Stakeholders respond to the new EU commission strategy for Europe’s forests. Kayleigh Lewis reports.
More than 40 per cent of the EU is covered by forests and other wooded land. These areas provide not only key renewable resources, but bring benefits to both society and the economy, while also proving vital for the conservation of nature and being central to the existence of many rural communities.
In September, the European commission adopted its new forest strategy, which aimed to address the political and societal changes that have occurred in the 15 years since the adoption of the current strategy in 1998. The updated version aims to strengthen sustainable forest management and improve competitiveness and job creation. The strategy also looks at setting up a forest information system to enable EU-wide information to be collected. In addition, the commission recognises the need for a holistic approach, and has emphasised the importance of forests in the fight against climate change.
Speaking following the commission’s adoption of the strategy Dacian Ciolos, EU agriculture and rural development commissioner, said, “Forests are key ecosystems, as well as a source of wealth and jobs in rural areas, if they are managed in a proper way. Sustainable forest management, ensuring the protection of forests, is a key pillar of rural development and it is one of the principles of the new forest strategy”.
With European forest week just around the corner, the Parliament Magazine asked representatives of the EU’s forestry industry and NGOs to share their opinions on the strategy. Bernard de Galembert, forest and innovation director at the confederation of European paper industries, said, “One big merit of the forestry strategy is its mere existence. It sends a strong signal that forests, and the goods and services it delivers to society, are seen as important by European policymakers.” He added, “Over the coming year, it will be important to see to what extent the identified strategic orientations will be implemented, in particular the cumulative cost assessment that will allow us to measure the impact of Europe’s regulatory arsenal on the competitiveness of the sector, but also the recognition of the cascading use principle that gives priority to the creation of the most value and jobs out of the very envied material which is wood.”
Katarina Molin, director general of the alliance for beverage cartons and the environment (ACE), also spoke favourably of the strategy, saying, “ACE supports the European commission’s emphasis on sustainable forest management to move beyond legality and set the basis for a more equal playing field for sustainable resource management across industry sectors in Europe. In line with our global traceability commitment, we would like to see the EU forest strategy develop practical measures and clear milestones.” She continued, “Credible forest certification schemes should be used as one important tool for turning the new strategy into reality. We look forward to supporting the EU forest strategy in achieving tangible outcomes by sharing our members’ global experience on responsible forest management.”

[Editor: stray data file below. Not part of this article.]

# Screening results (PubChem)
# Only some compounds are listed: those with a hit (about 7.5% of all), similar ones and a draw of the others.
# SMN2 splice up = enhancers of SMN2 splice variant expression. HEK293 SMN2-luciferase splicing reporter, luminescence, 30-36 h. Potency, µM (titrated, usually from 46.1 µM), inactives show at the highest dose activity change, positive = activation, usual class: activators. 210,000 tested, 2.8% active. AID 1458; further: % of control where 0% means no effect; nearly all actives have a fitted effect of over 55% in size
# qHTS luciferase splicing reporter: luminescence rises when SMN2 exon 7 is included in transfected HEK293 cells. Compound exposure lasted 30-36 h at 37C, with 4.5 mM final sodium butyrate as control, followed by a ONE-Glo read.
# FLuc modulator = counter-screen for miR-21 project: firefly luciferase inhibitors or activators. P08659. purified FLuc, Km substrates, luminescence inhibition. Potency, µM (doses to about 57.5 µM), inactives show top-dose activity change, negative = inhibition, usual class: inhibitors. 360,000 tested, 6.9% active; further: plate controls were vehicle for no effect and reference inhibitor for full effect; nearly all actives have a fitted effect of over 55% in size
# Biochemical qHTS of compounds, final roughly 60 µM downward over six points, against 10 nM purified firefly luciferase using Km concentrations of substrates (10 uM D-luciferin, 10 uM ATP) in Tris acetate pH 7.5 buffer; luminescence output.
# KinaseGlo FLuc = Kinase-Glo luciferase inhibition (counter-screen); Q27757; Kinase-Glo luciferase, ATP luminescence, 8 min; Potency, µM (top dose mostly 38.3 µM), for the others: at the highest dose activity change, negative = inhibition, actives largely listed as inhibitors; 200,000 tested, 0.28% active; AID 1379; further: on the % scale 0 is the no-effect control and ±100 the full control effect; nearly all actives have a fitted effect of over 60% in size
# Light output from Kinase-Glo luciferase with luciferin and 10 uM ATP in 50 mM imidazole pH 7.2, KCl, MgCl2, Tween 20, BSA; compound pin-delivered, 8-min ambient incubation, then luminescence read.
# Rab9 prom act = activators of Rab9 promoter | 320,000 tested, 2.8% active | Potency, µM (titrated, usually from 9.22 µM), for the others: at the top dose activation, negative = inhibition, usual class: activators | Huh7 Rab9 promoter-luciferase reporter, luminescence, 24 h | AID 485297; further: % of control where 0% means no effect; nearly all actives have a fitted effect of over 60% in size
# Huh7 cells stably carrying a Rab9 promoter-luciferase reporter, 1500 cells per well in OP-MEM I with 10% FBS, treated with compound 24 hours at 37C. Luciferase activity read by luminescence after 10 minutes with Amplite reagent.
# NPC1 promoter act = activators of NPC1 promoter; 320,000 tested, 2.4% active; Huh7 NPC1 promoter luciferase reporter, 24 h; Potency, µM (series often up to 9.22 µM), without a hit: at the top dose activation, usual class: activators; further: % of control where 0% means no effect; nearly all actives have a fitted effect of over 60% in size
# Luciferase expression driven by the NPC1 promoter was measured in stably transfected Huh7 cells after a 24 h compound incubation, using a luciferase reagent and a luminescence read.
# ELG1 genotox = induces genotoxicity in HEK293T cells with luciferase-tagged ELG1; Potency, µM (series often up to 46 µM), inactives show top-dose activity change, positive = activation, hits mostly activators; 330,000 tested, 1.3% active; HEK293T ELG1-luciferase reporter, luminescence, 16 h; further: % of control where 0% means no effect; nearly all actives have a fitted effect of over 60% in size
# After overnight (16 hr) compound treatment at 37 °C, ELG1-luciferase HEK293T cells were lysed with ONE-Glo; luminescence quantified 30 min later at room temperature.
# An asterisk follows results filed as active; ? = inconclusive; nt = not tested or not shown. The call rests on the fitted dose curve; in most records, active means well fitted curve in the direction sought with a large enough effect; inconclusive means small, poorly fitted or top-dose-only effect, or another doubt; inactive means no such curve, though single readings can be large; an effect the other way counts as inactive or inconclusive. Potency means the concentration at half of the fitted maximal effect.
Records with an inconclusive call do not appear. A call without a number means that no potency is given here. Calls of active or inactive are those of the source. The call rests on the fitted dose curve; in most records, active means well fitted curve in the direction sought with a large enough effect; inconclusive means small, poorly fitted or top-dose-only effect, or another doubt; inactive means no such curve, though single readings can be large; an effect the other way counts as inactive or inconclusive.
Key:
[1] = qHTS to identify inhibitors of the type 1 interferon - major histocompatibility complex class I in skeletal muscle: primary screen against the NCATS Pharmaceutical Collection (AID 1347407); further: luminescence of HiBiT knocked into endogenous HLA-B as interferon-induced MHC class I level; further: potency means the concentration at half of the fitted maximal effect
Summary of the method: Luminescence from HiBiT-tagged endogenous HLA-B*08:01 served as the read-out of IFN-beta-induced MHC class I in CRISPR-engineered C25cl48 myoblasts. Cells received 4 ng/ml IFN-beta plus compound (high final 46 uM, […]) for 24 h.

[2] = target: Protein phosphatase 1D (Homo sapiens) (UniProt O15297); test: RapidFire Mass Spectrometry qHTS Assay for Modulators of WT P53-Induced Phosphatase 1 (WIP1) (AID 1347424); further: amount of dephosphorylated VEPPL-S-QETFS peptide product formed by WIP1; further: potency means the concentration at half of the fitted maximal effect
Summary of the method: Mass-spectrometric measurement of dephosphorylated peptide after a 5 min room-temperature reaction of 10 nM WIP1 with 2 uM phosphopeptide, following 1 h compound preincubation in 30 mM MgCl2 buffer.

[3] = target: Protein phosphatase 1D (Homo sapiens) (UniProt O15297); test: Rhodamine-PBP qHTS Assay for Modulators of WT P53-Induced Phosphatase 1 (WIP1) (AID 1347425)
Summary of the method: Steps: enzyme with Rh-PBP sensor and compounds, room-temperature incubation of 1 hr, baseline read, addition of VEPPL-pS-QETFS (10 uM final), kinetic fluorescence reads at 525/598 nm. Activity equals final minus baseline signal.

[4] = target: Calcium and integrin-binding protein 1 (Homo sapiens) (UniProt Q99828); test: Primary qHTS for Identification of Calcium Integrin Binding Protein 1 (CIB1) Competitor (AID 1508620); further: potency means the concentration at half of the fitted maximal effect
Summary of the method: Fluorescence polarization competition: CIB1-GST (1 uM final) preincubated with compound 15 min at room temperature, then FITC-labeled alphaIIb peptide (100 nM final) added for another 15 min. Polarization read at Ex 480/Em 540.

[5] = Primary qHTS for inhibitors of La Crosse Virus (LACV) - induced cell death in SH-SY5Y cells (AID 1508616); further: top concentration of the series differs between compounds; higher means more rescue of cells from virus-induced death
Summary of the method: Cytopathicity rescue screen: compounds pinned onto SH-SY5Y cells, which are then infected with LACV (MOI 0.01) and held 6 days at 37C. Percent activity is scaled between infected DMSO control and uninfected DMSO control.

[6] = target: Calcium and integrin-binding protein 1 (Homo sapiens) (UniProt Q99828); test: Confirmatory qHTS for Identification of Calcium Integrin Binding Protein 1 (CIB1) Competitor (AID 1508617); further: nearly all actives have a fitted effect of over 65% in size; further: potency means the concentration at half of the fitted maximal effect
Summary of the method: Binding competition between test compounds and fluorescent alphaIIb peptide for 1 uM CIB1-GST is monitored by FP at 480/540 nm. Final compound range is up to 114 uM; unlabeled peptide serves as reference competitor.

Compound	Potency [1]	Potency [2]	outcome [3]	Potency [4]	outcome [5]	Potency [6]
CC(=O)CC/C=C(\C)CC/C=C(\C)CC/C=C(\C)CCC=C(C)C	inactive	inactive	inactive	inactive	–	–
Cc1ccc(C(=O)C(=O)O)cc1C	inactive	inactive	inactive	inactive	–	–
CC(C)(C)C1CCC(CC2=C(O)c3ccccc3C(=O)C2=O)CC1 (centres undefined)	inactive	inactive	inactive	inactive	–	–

Although environmental NGOs broadly welcomed the strategy as a step in the right direction, they remain concerned about its implementation. Anke Schulmeister, senior forest policy officer at WWF’s European policy office, said her organisation “believes that the new EU forestry strategy can potentially address some of the critical aspects related to forests and forest management. Satisfying the growing appetite for raw materials and energy is a significant challenge and we need real and credible efforts to balance social and environmental aspects with economic pressures. The strategy also acknowledges that the EU’s consumption has implications on forests outside the bloc which have been underestimated or ignored for years. However, she also expressed some reservations, saying, “An EU strategy is one of the weakest types of instrument. It has no real power, no legislative muscle and is not legally binding. Therefore it remains to be seen how member states will implement it to make it more than just aspirational intent.”
Ignacio de la Flor, forests and bioenergy campaigner at Fern, also had concerns, saying, “The new forest strategy should be welcomed for its positive elements, but does not go far enough to be able to achieve its laudable aims. It promotes the sustainable consumption of forest products and the need to look at what can be sustainably supplied, and raises important concepts such as resource efficiency and cascading use, but there is no action plan to make positive changes happen.” “It is not clear about how the multiple demands on forests will be balanced or how expanding policy objectives related to forests will be coordinated. Its lack of legal power will also hinder its implementation which presently depends on nothing more than member states’ willingness,” he concluded. It’s now up to the European parliament and member states to ensure that the strategy has the teeth it needs to deliver the much-needed sustainability of Europe’s forests.
Written for The Parliament Magazine.